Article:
District 16’s Spanish Immersion coordinator to lead state organization

Richie Kucinski, Spanish Immersion Program coordinator in Spring Lake Park District 16, has been nominated to serve as the senior chair-elect of the Minnesota Advocates for Immersion Network.

Richie Kucinski, Spanish Immersion program coordinator in Spring Lake Park District 16, will lead the Minnesota Advocates for Immersion Network.Photo submitted

Richie Kucinski, Spanish Immersion program coordinator in Spring Lake Park District 16, will lead the Minnesota Advocates for Immersion Network.Photo submitted

“I was honored, shocked when they first told me,” Kucinski said about presiding over the organization.

Minnesota Advocates for Immersion Network (MAIN), an advocacy group including educators from 64 language immersion programs throughout the state, provides ongoing structure and collaboration among language immersion representatives statewide.

The organization also provides experts from the University of Minnesota’s Department of Curriculum and Instruction and Center for Advanced Research on Language Acquisition (CARLA). CARLA is one of 15 language resources centers nationwide.

Kucinski, a resident of Blaine, assumes office July 1, and will serve for two years. He is currently a board member of MAIN and has served since 2010. The volunteer board meets six times a year.

As senior chairman of MAIN, he plans to bring more visibility to state immersion programs.

Among his plans are to invite legislators into classrooms to experience the successes of the programs, to forge partnerships with businesses that might need bilingual employees in the future and to seek the support of Gov. Mark Dayton and Minnesota’s Commissioner of Education Brenda Cassellius.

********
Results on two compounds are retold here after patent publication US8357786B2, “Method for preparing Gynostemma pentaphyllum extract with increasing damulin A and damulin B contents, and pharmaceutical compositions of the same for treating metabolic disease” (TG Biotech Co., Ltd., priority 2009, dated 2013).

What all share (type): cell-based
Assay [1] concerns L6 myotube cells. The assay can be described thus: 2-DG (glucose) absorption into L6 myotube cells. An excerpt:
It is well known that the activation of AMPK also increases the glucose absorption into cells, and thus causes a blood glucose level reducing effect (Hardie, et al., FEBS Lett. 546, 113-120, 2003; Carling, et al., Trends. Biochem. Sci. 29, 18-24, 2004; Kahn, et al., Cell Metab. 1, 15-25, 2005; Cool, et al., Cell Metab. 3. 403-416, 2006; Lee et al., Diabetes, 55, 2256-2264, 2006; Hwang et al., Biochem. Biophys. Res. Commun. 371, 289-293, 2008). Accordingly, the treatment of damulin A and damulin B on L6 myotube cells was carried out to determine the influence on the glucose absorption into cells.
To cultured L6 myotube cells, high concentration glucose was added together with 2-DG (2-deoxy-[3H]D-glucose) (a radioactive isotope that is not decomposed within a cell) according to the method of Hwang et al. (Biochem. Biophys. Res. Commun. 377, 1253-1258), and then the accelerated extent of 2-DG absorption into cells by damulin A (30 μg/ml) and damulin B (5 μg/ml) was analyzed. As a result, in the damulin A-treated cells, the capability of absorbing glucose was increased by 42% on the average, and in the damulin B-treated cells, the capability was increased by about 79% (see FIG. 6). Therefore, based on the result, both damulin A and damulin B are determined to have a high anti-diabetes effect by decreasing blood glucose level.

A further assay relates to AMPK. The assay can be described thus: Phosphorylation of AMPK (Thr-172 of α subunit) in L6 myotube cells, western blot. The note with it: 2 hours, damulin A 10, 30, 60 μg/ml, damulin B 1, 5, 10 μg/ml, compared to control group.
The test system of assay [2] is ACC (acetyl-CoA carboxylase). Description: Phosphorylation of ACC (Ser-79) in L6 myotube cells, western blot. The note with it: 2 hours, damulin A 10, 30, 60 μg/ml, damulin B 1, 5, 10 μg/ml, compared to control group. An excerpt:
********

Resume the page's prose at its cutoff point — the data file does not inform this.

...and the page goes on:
Kucinski, who joined Spring Lake Park District 16 in 2010, was raised in Esko, outside of Duluth. He graduated from Esko High School and went on to earn a bachelor’s degree in elementary education with a K-8 Spanish speciality from Bethel University in St. Paul. He holds a master’s degree in education from the University of Minnesota in curriculum and instruction with a focus on second languages and cultures.

Also, he holds a certificate of immersion education from the University of Minnesota and an educational specialist certificate in administration and K-12 administrative license from the University of St. Thomas, St. Paul.

Currently, he is working on a doctoral degree in education administration leadership and policy at Bethel University.

Kucinski hails from a family of educators. His mother was a high school Spanish teacher, his wife, Erin, teaches kindergarten in the Anoka-Hennepin School District and his sister is a fourth-grade bilingual teacher.

Kucinski’s first job took him to Duluth where he taught Spanish to K-8 students as a long-term substitute at a private school. He later worked at Lakes International Language Academy in Forest Lake, where he taught kindergarten and fourth grade in the school’s Spanish Immersion program for seven years. He also served on the board of directors there.

In 2010, he took a position as a first-grade teacher in Spring Lake Park’s Spanish Immersion program. Last year, he taught kindergarten for a half-day in the morning and served as curriculum lead in the afternoon.

This school year, Kucinski was named District 16’s Spanish Immersion program coordinator. He also serves as dean of students at the K-5 Westwood Intermediate School complex, where the immersion program is housed.

Kucinski also serves as an adjunct instructor at Bethel University.

Away from school, Kucinski enjoys biking, Roller Blading, running and spending time at the family cabin in Melrose, with Erin, and their two daughters, ages three and 10 months.

For Kucinski, the best part of working in Spring Lake Park’s Spanish Immersion program is the “phenomenal” teachers, students and families.

“Everyone has their own unique flavor they bring,” he said.

“I’m excited to be a part of Spring Lake Park’s Spanish Immersion program. They have a lot of good things going on.”

Nationally, Minnesota is a leader in immersion education, according to Kucinski. The 64 programs, offering seven languages, touch the lives of 13,000 immersion students statewide.

Elyse Kaner is at [email protected]

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